Stop watching reality shows


This is an article by Charlotte Giver.
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Last week I wrote an article titled TV’s PR Beauty Myth. I have since then been thinking about how we can disprove the impression given by popular culture.

Creative billboards, TV ads, making our own reality show- maybe? The more I thought about it, the more I found it ironic that in an industry where we know everything there is to know about brand, image and reputation management, the reputation of its workforce is false.

In any case, I was reading a post by Stuart Elliot in The New York Times called Redefining Public Relations in the Age of Social Media and thought this very much linked to what I had to say.

First of all, we all know that there are tons of definitions of Public Relations, all leading up pretty much the same thing: creating mutual relationships between an organization and its publics. Basics. Anyways, Stuart Elliot and The New York Times suggest that the way in which this has been done is now changing. And I agree.

In ancient times (before social media) PR was a one-way communication monologue. Fast forward to 2011 (almost 2012) and this conversation now goes two ways. In present time, PR practitioners are worshiping hashtags, eager to learn everything there is to know about creating relationships online.

I’d say by now we are pretty skilled Facebook and Twitter users, don’t you agree? And I am sure almost all of you aspiring PR professionals have a tumblr (I was trying to get a new title on my tumblr the other week and was hoping for ‘Morning Coffee’. Hopeless. I’m telling you, it’s a crowded tumblr world out there!)

Proving Samantha Jones wrong

So why don’t we use these to prove Samantha Jones and her no-nonsense and ignorant attitude wrong? In other words, let’s look at how PR practitioners are using these social media platforms to govern their behaviour.

An area of PR embracing social media is Fashion PR. Think Fashion Week for example. Twitter and Tumblr are tools that fashion brands are using to bring the audience behind the scenes of what the brand is doing – all the time. Works just like a backstage pass, trust me. This is a great way of creating a brand personality and brand awareness for that matter. Hence, this is not done on one day. It’s an ongoing process and it is important to have a strategic plan.

For example, who is going to be the face of the brand? How can the brand best listen and reply to its consumers? How much should you reveal about the brand? How does your share of voice compare to competitors and even more importantly: are you allowed to talk about competitors? What are the needs of the target audience and how can your brand help to address these? What excites them? The list goes on. If you excel at this, the next person calling you a Kelly Cutrune must have missed reading your tumblr – or simply missed his morning coffee.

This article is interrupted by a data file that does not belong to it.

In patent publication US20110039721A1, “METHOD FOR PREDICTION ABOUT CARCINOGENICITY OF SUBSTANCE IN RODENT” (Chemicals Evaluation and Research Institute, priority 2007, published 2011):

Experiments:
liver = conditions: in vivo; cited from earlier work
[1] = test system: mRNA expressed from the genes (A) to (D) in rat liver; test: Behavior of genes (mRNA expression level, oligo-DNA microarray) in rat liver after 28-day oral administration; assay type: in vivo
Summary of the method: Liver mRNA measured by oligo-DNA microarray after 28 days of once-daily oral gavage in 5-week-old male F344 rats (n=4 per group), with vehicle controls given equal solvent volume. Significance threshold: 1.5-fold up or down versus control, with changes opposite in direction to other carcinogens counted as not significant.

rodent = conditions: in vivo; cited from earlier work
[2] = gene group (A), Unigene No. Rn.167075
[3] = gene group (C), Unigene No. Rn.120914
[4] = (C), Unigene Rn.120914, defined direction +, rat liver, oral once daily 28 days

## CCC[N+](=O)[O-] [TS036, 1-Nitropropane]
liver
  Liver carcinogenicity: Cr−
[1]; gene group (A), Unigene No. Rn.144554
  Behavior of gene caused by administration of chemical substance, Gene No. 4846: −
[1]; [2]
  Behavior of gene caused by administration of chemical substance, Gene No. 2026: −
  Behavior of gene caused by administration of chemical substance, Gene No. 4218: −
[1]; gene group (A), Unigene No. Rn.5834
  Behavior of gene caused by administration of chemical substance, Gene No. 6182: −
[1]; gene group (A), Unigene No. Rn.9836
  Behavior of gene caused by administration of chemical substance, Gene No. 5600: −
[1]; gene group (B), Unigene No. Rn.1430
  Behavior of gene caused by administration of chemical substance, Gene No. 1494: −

Ubersocial PR girl

I am a fan of DKNY PR GIRL as you might have noticed if you have read my previous posts. I read her posts daily and I’m amazed by how this brand has succeeded in creating a brand personality – always ongoing conversations, constantly updating and re-tweeting with relevant pictures of both DKNY and NYC. After following her, I now know what they mean by ‘the city that never sleeps.’

There are plenty of other fashion brands out there that are pretty awesome tumblr and twitter users. Yet, not everyone are as ubersocial as DKNY.

Oscar de la Renta for example, posts a little less, writes a little less and tweets a little less. Although, by following Erika Bearman, the PR girl behind this luxury brand, you definitely get a sense of what type of woman the brand wants to portray: an elegant woman who is sophisticated, international and very intellectual. She is friendly and calm, social and considerate.

In sum: Stop watching (or at least stop believing in) reality shows. As much as I dislike (hate is a strong word) how the Internet – quite frankly – has become a sneaky little time-stealer, it is important to know how to manage social media platforms. Stuart Elliot is right; PR is changing! And I see this as a great advantage when it comes to improving the reputation of its workforce.

So, if you are thinking about a career in Fashion PR or any PR industry for that matter, get a tumblr and twitter account and learn how to manage these really well! We don’t need any billboards or TV ads to prove Samantha Jones wrong. Social media is the way to go!

And for the next person telling you that people in fashion PR have a bad attitude, you should ask them: why on earth would big international brands like Oscar de la Renta then pick a PR girl to manage the image of their brand? I mean, this powerful man has been in the fashion industry for decades and would surely know a bad promotion when he saw one.

Comments

  1. I’m curious to know how much creative liberty PR girls really have? Would be cool to know that they were hired because they love the brand, have a new vision for the brand, and to do what they see best and to just “be themselves.” But wonder how many meetings they have to discuss, “well what should you talk about this week?”.

    Speaking of reality shows, I remember an episode of The Apprentice a few years back where Donald praised the vision of young people like his daughter Ivanka and how he was totally open to her ideas. I think that year a young lady won because of her youth and the possibility of her bringing fresh ideas to their traditional corporate culture.

  2. I agree that’s why I made the following website realitypledge.com

Trackbacks

  1. […] Alex King questions the ethics of celebrities endorsing products on Twitter and social media; Ben Frith comments on a broadcasting storm-in-a-teacup; Charlotte Giver challenges the TV-created image of women in PR and thinks we should stop watching reality shows. […]

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